[Bitcoin-development] Mechanics of a hard fork

Tier Nolan tier.nolan at gmail.com
Thu May 7 21:24:45 UTC 2015


In terms of miners, a strong supermajority is arguably sufficient, even 75%
would be enough.

The near total consensus required is merchants and users.  If (almost) all
merchants and users updated and only 75% of the miners updated, then that
would give a successful hard-fork.

On the other hand, if 99.99% of the miners updated and only 75% of
merchants and 75% of users updated, then that would be a serioud split of
the network.

The advantage of strong miner support is that it effectively kills the fork
that follows the old rules.  The 25% of merchants and users sees a
blockchain stall.

Miners are likely to switch to the fork that is worth the most.  A mining
pool could even give 2 different sub-domains.  A hasher can pick which
rule-set to follow.  Most likely, they would converge on the fork which
paid the most, but the old ruleset would likely still have some hashing
power and would eventually re-target.

On Thu, May 7, 2015 at 9:00 PM, Roy Badami <roy at gnomon.org.uk> wrote:

> I'd love to have more discussion of exactly how a hard fork should be
> implemented.  I think it might actually be of some value to have rough
> consensus on that before we get too bogged down with exactly what the
> proposed hard fork should do.  After all, how can we debate whether a
> particular hard fork proposal has consensus if we haven't even decided
> what level of supermajority is needed to establish consensus?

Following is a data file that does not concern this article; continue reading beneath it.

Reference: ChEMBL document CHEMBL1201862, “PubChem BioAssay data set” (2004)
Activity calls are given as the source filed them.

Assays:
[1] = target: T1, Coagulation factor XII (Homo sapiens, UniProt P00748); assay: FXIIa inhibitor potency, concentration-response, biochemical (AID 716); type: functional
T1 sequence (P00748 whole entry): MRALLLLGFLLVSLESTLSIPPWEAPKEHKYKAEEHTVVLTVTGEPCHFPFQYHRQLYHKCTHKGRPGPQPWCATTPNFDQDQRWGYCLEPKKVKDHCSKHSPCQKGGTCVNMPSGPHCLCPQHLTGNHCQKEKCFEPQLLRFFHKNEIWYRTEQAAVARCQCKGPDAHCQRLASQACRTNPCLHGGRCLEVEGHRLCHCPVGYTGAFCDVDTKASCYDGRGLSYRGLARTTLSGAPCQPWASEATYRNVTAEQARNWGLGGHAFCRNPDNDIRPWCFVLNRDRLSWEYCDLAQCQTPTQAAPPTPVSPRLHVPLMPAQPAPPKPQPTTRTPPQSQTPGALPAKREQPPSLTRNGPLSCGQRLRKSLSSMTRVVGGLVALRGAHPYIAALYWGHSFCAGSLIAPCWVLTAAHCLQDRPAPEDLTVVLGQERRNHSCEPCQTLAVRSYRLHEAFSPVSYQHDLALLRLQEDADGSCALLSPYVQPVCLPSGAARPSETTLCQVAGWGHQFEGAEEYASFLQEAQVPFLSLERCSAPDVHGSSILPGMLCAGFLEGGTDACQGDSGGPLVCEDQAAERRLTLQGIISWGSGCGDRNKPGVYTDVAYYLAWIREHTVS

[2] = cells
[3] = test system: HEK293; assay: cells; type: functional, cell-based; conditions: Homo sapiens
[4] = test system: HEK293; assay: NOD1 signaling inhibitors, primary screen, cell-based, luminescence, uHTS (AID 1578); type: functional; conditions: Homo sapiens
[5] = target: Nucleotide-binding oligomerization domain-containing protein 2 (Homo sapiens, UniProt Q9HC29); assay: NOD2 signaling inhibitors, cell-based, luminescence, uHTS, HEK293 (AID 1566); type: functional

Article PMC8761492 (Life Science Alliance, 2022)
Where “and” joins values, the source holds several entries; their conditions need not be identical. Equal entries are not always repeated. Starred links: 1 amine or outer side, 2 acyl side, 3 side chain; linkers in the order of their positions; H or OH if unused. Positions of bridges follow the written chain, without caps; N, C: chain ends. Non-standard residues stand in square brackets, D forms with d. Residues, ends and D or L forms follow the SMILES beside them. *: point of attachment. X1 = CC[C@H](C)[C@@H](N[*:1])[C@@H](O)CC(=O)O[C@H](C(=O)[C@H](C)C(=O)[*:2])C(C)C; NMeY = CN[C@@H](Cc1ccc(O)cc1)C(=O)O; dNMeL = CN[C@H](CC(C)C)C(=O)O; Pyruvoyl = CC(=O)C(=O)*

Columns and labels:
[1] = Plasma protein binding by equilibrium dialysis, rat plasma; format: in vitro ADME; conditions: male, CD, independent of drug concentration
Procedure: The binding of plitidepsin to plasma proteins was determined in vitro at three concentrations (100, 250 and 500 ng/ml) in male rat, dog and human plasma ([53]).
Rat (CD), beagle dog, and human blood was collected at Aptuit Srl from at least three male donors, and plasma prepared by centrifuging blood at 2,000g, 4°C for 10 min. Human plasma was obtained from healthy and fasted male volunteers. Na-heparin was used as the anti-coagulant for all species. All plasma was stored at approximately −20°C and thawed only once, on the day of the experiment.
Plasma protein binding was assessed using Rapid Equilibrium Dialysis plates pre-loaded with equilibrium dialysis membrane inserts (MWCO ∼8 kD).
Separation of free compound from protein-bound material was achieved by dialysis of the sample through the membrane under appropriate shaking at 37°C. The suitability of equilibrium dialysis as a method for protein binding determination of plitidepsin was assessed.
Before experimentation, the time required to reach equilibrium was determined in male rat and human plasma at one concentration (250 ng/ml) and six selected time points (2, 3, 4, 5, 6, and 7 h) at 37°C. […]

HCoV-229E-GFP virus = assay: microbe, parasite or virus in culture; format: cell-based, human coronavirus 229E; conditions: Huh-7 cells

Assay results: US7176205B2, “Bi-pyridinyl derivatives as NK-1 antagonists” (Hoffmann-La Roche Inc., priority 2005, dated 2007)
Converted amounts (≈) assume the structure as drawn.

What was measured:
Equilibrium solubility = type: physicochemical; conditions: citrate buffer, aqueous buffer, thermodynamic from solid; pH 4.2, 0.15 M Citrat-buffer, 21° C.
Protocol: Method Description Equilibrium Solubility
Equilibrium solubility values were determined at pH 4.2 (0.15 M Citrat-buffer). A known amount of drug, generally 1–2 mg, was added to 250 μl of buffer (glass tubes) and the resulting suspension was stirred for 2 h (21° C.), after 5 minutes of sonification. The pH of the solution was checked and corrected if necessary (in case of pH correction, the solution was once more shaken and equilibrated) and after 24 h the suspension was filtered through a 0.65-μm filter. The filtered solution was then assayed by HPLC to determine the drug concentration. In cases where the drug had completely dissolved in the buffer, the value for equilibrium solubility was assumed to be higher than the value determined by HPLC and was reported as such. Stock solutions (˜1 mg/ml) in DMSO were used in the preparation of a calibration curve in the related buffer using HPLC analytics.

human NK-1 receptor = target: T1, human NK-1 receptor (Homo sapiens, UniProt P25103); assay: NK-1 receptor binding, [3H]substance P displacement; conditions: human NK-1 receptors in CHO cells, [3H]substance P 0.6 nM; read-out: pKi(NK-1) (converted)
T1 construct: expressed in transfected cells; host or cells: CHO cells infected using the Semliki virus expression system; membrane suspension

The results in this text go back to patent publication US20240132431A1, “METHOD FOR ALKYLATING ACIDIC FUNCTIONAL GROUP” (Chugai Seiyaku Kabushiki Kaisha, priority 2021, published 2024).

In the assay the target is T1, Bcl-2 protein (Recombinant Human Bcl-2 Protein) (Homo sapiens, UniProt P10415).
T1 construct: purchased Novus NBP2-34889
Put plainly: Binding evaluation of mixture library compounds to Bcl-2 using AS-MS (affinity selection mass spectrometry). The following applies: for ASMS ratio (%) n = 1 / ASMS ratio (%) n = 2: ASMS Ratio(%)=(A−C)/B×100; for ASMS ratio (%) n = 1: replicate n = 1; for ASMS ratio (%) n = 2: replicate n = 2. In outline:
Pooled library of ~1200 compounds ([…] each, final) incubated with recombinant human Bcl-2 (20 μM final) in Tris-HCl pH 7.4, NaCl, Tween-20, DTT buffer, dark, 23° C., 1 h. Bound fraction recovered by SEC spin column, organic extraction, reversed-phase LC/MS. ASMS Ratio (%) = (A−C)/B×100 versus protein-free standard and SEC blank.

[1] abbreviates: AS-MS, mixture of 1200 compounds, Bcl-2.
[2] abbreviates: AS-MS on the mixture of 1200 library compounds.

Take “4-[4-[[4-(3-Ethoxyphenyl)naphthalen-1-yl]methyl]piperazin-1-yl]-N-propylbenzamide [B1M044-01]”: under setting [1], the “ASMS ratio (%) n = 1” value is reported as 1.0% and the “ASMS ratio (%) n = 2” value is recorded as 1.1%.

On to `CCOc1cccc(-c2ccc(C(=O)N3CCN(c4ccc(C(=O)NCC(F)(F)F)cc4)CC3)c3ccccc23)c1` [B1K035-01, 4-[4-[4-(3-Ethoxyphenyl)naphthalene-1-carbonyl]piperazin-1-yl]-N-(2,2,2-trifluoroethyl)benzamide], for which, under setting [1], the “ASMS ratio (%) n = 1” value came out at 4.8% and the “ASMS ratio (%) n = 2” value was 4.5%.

>
> For instance, back in 2012 Gavin was proposing, effectively, that a
> hard fork should require a supermajority of 99% of miners in order to
> succeed:
>
> https://gist.github.com/gavinandresen/2355445
>
> More recently, Gavin has proposed that a supermoajority of only 80% of
> miners should be needed in order to trigger the hard fork.
>
>
> http://www.gavintech.blogspot.co.uk/2015/01/twenty-megabytes-testing-results.html
>
> Just now, on this list (see attached message) Gavin seems to be
> aluding to some mechanism for a hard fork which involves consensus of
> full nodes, and then a soft fork preceeding the hard fork, which I'd
> love to see a full explanation of.
>
> FWIW, I think 80% is far too low to establish consensus for a hard
> fork.  I think the supermajority of miners should be sufficiently
> large that the rump doesn't constitute a viable coin.  If you don't
> have that very strong level of consensus then you risk forking Bitcoin
> into two competing coins (and I believe we already have one exchange
> promissing to trade both forks as long as the blockchains are alive).
>
> As a starting point, I think 35/36th of miners (approximately 97.2%)
> is the minimum I would be comfortable with.  It means that the rump
> coin will initially have an average confirmation time of 6 hours
> (until difficulty, very slowly, adjusts) which is probably far enough
> from viable that the majority of holdouts will quickly desert it too.
>
> Thoughs?
>
> roy
>
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